I use a Jackfruit cleaver in this video for the first knife to be sharpened. I purchased this in a cleaver shop in Hong Kong near the CCK shop. A rather extreme shape, it is a recurved edge that comes to a point going straight down at the widest part of the spine - the end of the spine above the tip. Useful for coconuts and ripping into tough skinned fruits like Jackfruit and Durian. Works like a talon for ripping into things.
The stone's narrow width helps follow the recurve pretty well, better than a typical width stone. I also demonstrate and discuss how to use the edge of the stone for tight radius recurves as well as serrated edges. I demonstrate how the tip cuts by 'stabbing' a piece of paper.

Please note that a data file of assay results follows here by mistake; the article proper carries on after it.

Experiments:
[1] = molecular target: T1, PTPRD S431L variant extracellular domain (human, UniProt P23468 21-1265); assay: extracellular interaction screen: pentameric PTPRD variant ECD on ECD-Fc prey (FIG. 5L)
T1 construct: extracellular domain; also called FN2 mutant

Next I use a Tojiro honesuki - a chicken knife used for dissecting chickens. Ground at a coarse edge angle, with the tip used for dissecting breasts off of the rib cage.
The stone soaks relatively quickly, dishes or wears slowly and produces a nice edge in a short amount of time. I demonstrate burr removal using a stone and how to sharpen the back side of the knife without scratching the blade up. Slice cuts well. Push cutting is adequate, primarily because this is a thick knife for its size.